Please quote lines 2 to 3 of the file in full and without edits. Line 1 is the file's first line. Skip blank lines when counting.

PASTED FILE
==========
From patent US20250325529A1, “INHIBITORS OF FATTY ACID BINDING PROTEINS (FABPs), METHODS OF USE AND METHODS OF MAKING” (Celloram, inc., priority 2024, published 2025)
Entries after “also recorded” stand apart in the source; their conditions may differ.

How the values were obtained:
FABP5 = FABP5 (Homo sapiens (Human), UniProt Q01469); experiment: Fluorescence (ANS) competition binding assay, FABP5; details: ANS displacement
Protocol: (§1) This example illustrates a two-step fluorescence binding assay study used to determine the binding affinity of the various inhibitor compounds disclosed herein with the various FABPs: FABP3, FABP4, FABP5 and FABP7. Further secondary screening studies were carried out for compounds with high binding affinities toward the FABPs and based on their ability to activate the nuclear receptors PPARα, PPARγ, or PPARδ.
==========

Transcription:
Entries after “also recorded” stand apart in the source; their conditions may differ.

How the values were obtained: